“Senior” is a multi billion dollar business

The good old USA is home to the best in fast food, sports, clothes, nature and: a generation of seniors. Or so it seems. I have discovered that being over 60 provides drug and chemical companies inspiration on how to sucker us into buying products that are supposed to improve our “quality of life.” “Quality of life” is an expression invented by yuppies in the 90’s to make a buck from products they think old people would like. Notice I did not say the PC correct word “senior” but old. Madison Avenue and drug companies like to glamorize old age, or those of us on the road to old age. They turned old age into an epic like Gone With The Wind glamorized the Civil War. Yes it was nasty but it gave us Clark Gable. Yes the South burnt but it did so epically and with Southern flair. The damn yankees provided the meat to the movie as old people provide billions to the drug companies.

Here is a sample of what one may see on one ordinary every day night of prime time viewing on the major networks and cable:

Forget about constipation, it  does not have to be painful, if you are over 50 you can take a special laxative that helps your golf swing the next morning. You lucky guy you. Everyone is smiling and happy to be over 50 and constipated. Are there any commercials for teenage constipation?

The gooey denture grip commercial almost makes one wish one was toothless. Who would not want a hunk over 50 to dance the night away with on a cruise ship? Only prime time can make us feel good about ourselves and having to glue false teeth to our gums. What an opener for a senior dating game!

Among the favorites in “senior” commercials on any given night are: erectal dysfunction, bladder dysfunction, hair loss, sight impairment, and botox. However nothing prepared me for the catheter commercial. That was the winner. The voice of sexy enthusiasm and exuberance promoting catheters in all shapes and sizes left me with a tingling feeling that these instruments were as exciting as vibrators on a lonely night. I felt like calling the 800 free number and order several to include the ones that fit in my purse because they are “the size of a pen!” Who would not want that? As various catheters rapidly enter our view with eclactic vigor, a “senior” is on the phone smiling and eager to order this amazing piece of bladder joy.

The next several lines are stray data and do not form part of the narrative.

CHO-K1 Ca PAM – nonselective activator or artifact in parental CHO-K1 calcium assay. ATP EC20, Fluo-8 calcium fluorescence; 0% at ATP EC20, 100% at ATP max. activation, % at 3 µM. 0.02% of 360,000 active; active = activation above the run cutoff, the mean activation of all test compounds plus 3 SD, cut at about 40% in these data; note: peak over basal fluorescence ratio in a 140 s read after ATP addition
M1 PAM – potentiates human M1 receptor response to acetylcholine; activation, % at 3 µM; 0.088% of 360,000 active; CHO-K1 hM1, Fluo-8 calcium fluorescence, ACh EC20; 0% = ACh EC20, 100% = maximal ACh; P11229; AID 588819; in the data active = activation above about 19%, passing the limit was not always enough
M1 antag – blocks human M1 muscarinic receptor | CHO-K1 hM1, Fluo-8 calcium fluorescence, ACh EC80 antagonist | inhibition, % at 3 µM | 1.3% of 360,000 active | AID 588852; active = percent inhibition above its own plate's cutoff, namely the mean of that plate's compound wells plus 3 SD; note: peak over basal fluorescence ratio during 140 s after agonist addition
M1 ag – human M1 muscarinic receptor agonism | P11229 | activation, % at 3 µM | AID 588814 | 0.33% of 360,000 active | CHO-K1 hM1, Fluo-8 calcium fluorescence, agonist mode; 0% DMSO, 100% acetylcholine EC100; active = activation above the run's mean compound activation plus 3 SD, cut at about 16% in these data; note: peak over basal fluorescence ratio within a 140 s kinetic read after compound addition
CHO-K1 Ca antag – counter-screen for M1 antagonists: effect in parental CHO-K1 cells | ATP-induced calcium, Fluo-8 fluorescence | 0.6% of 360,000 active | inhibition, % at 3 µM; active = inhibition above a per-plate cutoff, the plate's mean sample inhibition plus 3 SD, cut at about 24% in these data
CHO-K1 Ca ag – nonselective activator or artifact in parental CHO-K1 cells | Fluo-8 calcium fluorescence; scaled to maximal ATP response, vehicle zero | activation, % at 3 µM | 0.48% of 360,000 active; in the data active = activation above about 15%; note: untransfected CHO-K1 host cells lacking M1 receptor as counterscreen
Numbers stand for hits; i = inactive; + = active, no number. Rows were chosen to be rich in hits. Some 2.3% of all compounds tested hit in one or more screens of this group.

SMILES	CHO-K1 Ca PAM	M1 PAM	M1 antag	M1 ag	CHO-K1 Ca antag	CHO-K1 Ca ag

My mother just turned 97 and she is old. She is not a “senior” she is old. She requires bladder protection and assistance to get dressed. Her hair is l grey and she keeps her dentures in a box marked “classified.” There is nothing glamorous about the ailments and frailities that befall us as we grow older. All the commercials in the world cannot hide the fact that growing old is tiresome. I asked my mother what it feels like being 97. Without batting an eyelash she replied: tiring.

Are we eluding ourselves about growing old? Do we feel that if we “fix” ourselves up we are less biologically impaired and more socially acceptable? Are seniors really so gullible as to go out and buy any product that is on the market? Am I ever going to feel the urge to indulge in hair replacement, teeth implants, catheters, and botox? Has growing old become so socially unacceptable that we must find ways to make it bearable by glamorizing and minimizing the one truth of growing old: it is tiring?